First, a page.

(reference: McDonagh, Martin; The Pillowman; (Faber and Faber Ltd., London, 2003).

Review: Getting Stitches by Rudy Francisco

Alex Webb guides us through Getting Stitches, the first published collection from super talented San Diego-born slam poet/spoken word artist, Rudy Francisco…

In a world where physical books are becoming less and less popular we have turned towards technology to read and explore the limits of our language. Poetry is no different in this sense with the rise in popularity of the spoken word. Rudy Francisco is someone that can bring the art of poetry slam into the public eye and gain the recognition it deserves through sites like Youtube. Having spent over a year mesmerised by this poet’s command of the English language I decided to try and find out if he had any published works.

I was surprised that he only has one, Getting Stitches, published in January of last year. Featuring sixteen poems, some of which I’d heard read aloud, I was excited to get into this very short but intriguing collection. One of the first entries, ‘A Few Things I Believe’, was an interesting insight into Francisco’s mind. Through this piece you are introduced to a commentary on “macho” men: ‘I believe masculinity is a wet fish that most men are just/trying to hold onto’. The fourth poem, ‘The Body’, sees Francisco write individual, personalised letters to different parts of himself. Each of these is either an apology or a warning written to make himself a better man. This is best done when he tells his brain: ‘You’re such a good listener/but you give terrible relationship advice’ – a concept I’m sure many readers can relate to.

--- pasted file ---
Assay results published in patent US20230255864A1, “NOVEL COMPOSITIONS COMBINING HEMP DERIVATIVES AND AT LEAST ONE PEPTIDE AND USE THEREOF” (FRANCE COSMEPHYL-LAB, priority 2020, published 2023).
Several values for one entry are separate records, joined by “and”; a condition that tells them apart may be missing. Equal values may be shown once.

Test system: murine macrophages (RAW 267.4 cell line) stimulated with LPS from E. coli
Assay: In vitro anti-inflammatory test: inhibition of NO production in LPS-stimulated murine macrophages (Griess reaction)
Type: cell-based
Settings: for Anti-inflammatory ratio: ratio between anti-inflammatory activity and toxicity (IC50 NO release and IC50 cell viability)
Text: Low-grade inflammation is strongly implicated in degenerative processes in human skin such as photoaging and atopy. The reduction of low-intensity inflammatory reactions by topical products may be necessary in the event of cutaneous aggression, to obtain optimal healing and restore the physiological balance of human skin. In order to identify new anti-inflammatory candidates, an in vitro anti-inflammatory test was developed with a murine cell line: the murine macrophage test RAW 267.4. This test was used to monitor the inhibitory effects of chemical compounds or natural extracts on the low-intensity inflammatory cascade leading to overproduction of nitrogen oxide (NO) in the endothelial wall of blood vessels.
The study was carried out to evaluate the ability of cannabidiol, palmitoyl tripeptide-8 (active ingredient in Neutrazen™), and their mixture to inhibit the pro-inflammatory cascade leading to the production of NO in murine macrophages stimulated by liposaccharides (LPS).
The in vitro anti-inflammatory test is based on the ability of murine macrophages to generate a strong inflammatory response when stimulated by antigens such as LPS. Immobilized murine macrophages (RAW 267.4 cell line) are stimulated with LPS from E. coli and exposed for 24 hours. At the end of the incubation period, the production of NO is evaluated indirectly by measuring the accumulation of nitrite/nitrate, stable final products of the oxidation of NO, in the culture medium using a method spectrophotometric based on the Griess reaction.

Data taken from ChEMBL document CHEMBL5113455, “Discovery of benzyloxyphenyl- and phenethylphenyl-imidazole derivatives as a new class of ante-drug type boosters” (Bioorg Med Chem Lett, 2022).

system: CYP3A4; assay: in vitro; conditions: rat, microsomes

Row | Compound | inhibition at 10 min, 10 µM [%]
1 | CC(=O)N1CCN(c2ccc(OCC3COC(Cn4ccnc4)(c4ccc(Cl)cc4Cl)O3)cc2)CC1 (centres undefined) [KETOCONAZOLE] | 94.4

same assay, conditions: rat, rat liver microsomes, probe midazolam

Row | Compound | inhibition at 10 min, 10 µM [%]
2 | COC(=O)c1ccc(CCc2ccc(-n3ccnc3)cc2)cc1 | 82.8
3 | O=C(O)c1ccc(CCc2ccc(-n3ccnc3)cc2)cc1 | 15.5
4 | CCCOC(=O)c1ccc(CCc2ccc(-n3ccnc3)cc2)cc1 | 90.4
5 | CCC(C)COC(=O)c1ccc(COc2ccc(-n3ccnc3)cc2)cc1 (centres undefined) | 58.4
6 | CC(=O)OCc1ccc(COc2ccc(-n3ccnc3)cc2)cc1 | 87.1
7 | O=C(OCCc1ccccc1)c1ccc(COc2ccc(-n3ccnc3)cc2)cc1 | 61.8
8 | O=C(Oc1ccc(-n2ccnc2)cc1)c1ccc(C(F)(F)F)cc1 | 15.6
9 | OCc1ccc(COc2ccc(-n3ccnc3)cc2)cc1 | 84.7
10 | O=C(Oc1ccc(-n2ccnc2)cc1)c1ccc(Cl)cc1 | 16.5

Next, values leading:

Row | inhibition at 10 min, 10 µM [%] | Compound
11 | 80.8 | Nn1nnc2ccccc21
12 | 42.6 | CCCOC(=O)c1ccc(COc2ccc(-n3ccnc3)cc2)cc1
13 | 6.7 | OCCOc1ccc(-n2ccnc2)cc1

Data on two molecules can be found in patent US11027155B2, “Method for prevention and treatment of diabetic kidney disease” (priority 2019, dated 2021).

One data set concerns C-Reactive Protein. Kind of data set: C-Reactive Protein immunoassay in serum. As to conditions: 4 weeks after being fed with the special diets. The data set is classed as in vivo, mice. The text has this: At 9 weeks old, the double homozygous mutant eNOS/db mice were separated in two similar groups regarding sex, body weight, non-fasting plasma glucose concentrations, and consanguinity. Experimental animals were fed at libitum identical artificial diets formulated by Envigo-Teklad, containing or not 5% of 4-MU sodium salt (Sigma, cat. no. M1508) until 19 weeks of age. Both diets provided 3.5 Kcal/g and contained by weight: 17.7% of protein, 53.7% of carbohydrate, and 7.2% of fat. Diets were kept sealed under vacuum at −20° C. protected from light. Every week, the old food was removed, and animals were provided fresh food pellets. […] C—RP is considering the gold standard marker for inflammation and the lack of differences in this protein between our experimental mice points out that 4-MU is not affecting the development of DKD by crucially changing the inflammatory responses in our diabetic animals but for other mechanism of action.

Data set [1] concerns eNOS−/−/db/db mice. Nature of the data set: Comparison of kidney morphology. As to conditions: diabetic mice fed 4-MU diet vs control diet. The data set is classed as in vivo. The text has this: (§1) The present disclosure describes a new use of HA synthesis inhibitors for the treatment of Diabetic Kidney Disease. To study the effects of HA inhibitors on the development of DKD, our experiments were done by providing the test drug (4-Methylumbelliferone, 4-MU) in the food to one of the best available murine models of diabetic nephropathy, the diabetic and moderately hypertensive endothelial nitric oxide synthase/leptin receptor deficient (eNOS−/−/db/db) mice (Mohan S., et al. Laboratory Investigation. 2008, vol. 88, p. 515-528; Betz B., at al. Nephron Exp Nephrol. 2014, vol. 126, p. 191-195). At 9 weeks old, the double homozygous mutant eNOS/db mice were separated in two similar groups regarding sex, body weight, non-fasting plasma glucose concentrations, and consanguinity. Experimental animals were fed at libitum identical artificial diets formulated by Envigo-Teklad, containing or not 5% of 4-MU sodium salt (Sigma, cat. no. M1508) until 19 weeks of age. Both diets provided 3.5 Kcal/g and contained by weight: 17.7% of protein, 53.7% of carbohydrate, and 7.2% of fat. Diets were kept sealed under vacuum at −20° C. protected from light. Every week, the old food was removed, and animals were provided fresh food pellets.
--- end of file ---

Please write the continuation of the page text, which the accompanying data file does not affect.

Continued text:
Something that let down the publication as a whole was the lack of professionalism. There were numerous spelling mistakes in the pieces that took away from the magic Francisco weaves and, in some cases, entire words were missing. Whilst the latter may have been a use of “artistic license”, it was done to no benefit. However, looking past these, this collection is a solid entry into the world of poetry. One of the strongest poems in the book was ‘How to Look Like a Stalker’, which presents a parody of how one might go about stalking someone. Controversial in nature but overall harmless. ‘Monster’ is one of the most emotionally engaging pieces which sees Francisco confront rapists and their mindsets. ‘I carved galaxies in the back of my throat/just to make your world easier for me to swallow/but I can’t stand the taste of your behaviour’ shows desperate efforts to sympathise with an unwanted, horrific for part of our society. It is in this poem that Francisco’s ability really shines through. Making powerful statements meld with his beautiful verse is something Francisco does better than most. In realising this I found what I was looking for in this collection. Beauty and power in literature is something rare and Getting Stitches brings this to the table.

Overall, Francisco presents a brilliant collection that I think anyone could engage with. If you are interested in sampling Rudy Francisco’s talent for yourself you can find his poetry slams on his YouTube channel. One word of warning: once you’ve entered the world of spoken word, you might find yourself stuck there for hours.

-Alex Webb

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Reference: Francisco, Rudy; Getting Stitches; (CreateSpace Independent Publishing Platform, 2013).